The complicated expression in [Kit2, p.642, (28)] makes it difficult to
recognize the simple idea [Coh, p.489, (B-6-a)] of a creation operator.
In order to prove gradR(t')
= (¶R/¶t') grad t' +
(R/R) [Lan, p.162,
l.9], we must use the following equality: ¶R(t')/¶x = [¶R(t')/¶x] + [¶R(t')/¶t'](t'/x),
where the first partial derivative with respect to x on the left-hand side of
the equality refers to all variables where x is either an explicit or a implicit
parameter, while the first partial derivative with respect to x on the
right-hand side of the equality refers to x that is only an explicit parameter.
In quantum mechanics, we often give an abstract term a concrete name.
Sometimes, the name is not only fake (due to its abstract stage) but also incorrect
when it is realized in the concrete case. For example, we
call J in [Coh, p.239, (D-17)] the probability current, but J actually refers to
probability current density. However, its physical meaning cannot be realized
until we apply the term to an electron placed in an electromagnetic field [Coh,
p.240, (D-24)]. Even then, we must make n adjustment [Hoo, p.431, (C8)] in
order to make a precise match between the two concepts (probability current and
the electric current density).
The use of imprecise language and nonrigorous argument makes errors undetectable.
[Hoo, p.37, (2.7)] is derived in imprecise language and nonrigorous argument. The
force in [Hoo, p.37, l.-14] should be specified to be
attractive. According to the model described in [Hoo, p.36, Fig. 2.3], the
correct equation of motion should be [Coh, p.558, (5)]. Furthermore, Hook fails
to explain why we must choose w=0 in [Coh, p.558,
(5)]. This is because there is no spring holding the n-th atom in reality [Coh,
p.602, l.3-l.5]. Thus, Hook commits two mistakes during his derivation of
[Hoo, p.37, (2.7)] even though his final conclusion is correct.
The correlation energy [Ashc, p.336, footnote 14].
An oversimplified mathematical expression requires a proper
interpretation; otherwise it would be difficult to understand its meaning.
However, we should also not give too much detail, because a complicated outlook
may fail to preserve the expression's original form and may thereby lose
the direct link for understanding. For example, the key to interpreting
(A×Ñ)B is to expand each symbol into Cartesian
coordinates. The left-hand side of
[Cor, the front cover, Identity 14] is oversimplified, while the expansion on the right-hand side
is too complicated. To avoid both disadvantages, we should adopt a middle-ground interpretation:
(A×Ñ)B=(A_{x}¶/¶x+A_{y}¶/¶y+A_{z}¶/¶z)(B_{x}x^+B_{y}y^+B_{z}z^).
[Wangs, p.36, (1-141)] gives the reason why u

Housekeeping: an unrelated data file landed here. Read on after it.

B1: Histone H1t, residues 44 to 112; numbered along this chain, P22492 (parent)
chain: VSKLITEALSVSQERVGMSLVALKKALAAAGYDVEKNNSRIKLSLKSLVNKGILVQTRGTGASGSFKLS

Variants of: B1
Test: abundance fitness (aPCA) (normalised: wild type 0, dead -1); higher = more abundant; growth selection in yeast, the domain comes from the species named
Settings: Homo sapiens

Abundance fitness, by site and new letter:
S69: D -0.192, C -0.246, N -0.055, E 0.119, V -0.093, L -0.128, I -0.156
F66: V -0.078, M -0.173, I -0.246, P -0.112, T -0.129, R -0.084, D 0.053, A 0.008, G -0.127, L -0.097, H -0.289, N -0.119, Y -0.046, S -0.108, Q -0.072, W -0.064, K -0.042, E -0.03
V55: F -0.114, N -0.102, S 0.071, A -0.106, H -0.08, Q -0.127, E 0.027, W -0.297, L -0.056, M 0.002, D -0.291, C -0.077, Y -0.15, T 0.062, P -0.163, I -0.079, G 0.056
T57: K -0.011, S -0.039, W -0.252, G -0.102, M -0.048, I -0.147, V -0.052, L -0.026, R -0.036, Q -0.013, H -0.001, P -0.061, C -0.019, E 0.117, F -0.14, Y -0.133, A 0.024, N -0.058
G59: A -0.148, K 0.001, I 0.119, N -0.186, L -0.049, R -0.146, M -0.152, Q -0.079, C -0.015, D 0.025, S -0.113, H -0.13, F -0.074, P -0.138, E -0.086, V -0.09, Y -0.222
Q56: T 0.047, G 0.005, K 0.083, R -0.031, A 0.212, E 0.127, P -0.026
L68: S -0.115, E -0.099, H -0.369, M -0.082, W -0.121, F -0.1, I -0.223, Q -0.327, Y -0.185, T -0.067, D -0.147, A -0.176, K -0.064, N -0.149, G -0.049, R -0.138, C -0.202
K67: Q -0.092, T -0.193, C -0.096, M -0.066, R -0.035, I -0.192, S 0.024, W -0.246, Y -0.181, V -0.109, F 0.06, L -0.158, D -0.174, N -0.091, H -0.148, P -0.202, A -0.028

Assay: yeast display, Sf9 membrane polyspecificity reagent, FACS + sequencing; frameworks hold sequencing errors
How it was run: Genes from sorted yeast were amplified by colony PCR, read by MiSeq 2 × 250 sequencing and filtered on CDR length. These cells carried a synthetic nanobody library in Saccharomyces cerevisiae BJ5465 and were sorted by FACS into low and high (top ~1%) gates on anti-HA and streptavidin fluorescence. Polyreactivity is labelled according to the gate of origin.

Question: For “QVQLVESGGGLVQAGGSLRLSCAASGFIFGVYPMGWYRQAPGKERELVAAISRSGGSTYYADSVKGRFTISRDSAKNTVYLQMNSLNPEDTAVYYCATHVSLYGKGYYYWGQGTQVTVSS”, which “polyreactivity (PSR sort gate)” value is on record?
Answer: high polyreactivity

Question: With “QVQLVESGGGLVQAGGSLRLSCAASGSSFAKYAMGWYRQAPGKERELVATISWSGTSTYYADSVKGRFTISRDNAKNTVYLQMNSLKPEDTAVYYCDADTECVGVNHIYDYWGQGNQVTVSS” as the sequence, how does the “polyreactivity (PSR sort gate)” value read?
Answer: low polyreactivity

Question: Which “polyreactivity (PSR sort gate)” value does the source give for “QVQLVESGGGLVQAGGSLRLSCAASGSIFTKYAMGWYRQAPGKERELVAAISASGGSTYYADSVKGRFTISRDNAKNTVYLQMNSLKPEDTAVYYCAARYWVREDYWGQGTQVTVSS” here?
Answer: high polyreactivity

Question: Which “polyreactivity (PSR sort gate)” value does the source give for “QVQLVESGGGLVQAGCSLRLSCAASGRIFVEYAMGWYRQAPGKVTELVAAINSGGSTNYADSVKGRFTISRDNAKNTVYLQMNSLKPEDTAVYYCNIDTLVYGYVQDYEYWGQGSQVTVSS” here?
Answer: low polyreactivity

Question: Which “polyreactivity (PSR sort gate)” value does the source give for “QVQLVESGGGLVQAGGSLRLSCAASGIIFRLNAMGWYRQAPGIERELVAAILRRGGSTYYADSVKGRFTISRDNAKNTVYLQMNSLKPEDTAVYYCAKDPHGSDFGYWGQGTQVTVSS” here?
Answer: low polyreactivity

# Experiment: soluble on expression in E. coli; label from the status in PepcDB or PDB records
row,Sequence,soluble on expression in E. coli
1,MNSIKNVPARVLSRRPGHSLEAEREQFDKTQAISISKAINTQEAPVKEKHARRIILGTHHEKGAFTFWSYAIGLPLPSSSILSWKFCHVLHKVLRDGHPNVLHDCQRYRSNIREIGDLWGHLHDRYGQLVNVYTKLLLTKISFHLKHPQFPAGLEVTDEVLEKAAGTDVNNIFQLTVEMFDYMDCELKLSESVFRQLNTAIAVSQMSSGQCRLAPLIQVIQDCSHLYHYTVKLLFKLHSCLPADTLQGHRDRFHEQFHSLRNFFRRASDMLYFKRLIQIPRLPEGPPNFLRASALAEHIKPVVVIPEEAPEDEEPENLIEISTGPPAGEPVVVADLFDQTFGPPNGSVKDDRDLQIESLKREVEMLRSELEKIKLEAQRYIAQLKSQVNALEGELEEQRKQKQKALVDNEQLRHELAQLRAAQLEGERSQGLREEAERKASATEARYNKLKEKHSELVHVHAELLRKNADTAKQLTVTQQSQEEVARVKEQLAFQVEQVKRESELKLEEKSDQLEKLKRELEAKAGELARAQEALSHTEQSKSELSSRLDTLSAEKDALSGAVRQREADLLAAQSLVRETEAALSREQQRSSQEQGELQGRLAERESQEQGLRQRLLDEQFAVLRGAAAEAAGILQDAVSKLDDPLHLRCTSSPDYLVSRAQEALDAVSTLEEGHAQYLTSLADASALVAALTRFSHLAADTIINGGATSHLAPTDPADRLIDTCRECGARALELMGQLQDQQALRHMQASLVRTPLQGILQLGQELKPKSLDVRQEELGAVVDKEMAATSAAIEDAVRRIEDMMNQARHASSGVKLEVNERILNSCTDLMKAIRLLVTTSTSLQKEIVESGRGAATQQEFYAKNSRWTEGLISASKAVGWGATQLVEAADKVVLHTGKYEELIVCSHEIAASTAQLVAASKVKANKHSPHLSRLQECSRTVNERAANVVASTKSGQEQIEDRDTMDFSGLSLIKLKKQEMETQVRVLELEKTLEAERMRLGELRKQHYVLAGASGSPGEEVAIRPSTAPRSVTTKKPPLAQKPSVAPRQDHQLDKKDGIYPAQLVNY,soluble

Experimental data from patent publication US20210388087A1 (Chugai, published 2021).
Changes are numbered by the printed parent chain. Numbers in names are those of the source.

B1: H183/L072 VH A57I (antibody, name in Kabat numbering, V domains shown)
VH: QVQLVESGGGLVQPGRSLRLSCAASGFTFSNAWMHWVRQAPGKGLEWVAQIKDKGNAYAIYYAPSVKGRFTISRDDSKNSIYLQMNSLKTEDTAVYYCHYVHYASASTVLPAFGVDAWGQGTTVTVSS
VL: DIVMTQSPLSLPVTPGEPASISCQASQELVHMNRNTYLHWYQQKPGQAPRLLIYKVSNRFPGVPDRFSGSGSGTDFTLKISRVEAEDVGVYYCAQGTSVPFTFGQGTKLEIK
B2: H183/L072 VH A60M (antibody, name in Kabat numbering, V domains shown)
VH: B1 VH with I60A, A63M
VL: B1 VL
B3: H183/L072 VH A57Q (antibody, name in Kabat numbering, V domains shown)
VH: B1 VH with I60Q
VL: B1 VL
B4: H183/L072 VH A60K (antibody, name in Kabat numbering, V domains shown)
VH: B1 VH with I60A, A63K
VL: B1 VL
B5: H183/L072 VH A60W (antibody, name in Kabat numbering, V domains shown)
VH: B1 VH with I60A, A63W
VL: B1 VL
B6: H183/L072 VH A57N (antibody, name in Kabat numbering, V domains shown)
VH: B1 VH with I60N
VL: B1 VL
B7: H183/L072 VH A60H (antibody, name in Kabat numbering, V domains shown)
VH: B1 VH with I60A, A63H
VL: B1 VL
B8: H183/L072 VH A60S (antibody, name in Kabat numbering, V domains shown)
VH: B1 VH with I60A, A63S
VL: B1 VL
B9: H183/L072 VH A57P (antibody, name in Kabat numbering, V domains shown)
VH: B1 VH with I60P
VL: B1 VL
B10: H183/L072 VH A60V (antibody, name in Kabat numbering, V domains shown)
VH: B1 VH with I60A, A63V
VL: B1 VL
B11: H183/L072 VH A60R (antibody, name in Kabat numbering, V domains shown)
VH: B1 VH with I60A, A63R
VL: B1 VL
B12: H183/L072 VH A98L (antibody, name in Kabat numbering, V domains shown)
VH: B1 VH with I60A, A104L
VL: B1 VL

is a better notation for the gradient of u than is grad u [Kara, p.45, l.10-11].
Similarly, [Chou, p.584, l.-3]
gives the reason why Ñ×u is a better notation for
the divergence of u than is div u, and [Kara, p.95, l.-3
or Chou, p.585, l.1]
gives the reason why Ñ´u
is a better notation for the curl of u than is curl u.
In [Zem, p.444, l.13], g_{n} dn = the number of quantum states. In p.444, l.-6-l.-5], g_{n} = the number of quantum states.
Zemansky uses the same notation to represent two different concepts. He should
have defined G_{n} = g_{n} dn
first and then have replaced all the g_{n}'s
in [Zem, §17-12] by G_{n}'s.
In fact, Zemansky made two mistakes in deriving [Zem, p.446, (17-27)]. In [Zem,
p.446, l.-12], he mistook g_{n} dn
for g_{n}; in [Zem, p.446, l.-9],
he should have considered the average number of photons rather than the exact
number of photons. For the correct derivation, see [Man, p.249, l.-7-p.250,
l.-4]. Suppose we encounter a complicated circumstance like [Wu, p.37, l.7-l.8]. The
meanings of these equalities remain clear because Wu designs his notations
carefully. If we were to use Zemansky's notations instead, the situation would
become unnecessarily complicated and confusing.
Good ideas must be expressed with precise language.
The meaning of the phrase "appropriate boundary conditions" given in [Chou, p.602, l.-9] is not clear.
In [Chou, p.614, l.9], "Self-adjoint" is
not the right word to use. In these two places, Choudhury should have specified
that the
required boundary conditions are those that make the right-hand side of [Bir,
p.258, (8)] equal to zero.
Useful notations
and languages.
A good notation can sometimes be used as a device to predict results before we actually prove them.
The outlook of a series of matrix multiplications is cumbersome. Dirac's ket and bra operations [Coh, chap. II.B] reduce it to a simple expression. The trick of inserting
∑_{i} ׀u_{i}><u_{i}׀
is nothing but inserting identity matrix. Dirac's notation functions amazingly well because of the associativity of matrix multiplication. For a fixed orthonormal
basis ׀u_{i}>, Dirac's device makes it easier to interpret the identity operator as ∑_{i}
׀u_{i}><u_{i}׀, which serves many purposes in application. Especially, it inspires us to predict some results before we actually prove them [Coh, p.123, (C-11) & p.148, (E-15)].
Hole-electron dictionary. Translating Chinese to
English requires a Chinese-English Dictionary. Similarly, translating the language
of holes to the language of electrons requires hole-electron dictionary. The
content of the language of holes neither increases nor decrease that of the
language of electrons. However, the language
of holes is more suitable for describing the valence band, while the language of
electrons is more suitable for describing the conduction band [Hoo, p.131, (5.1)
& (5.2); p.139, (5.14a) & (5.14b)]. The vocabulary terms for the following
concepts are key to translating the language of holes to the language of
electrons:
Wavevector [Kit2, p.206, (17)].
Energy [Kit2, p.207, (18)].
Velocity [Kit2, p.208, (19)].
Mass [Kit2, p.208, (20)].
The equation of motion [Kit2, p.208, (21) & (22)].
Example. "The scattering of a hole from state k_{1}
to k_{2}" means "the scattering of an electron
from state k_{2} to k_{1}"
[Hoo, p.135, l.-14-l.-13].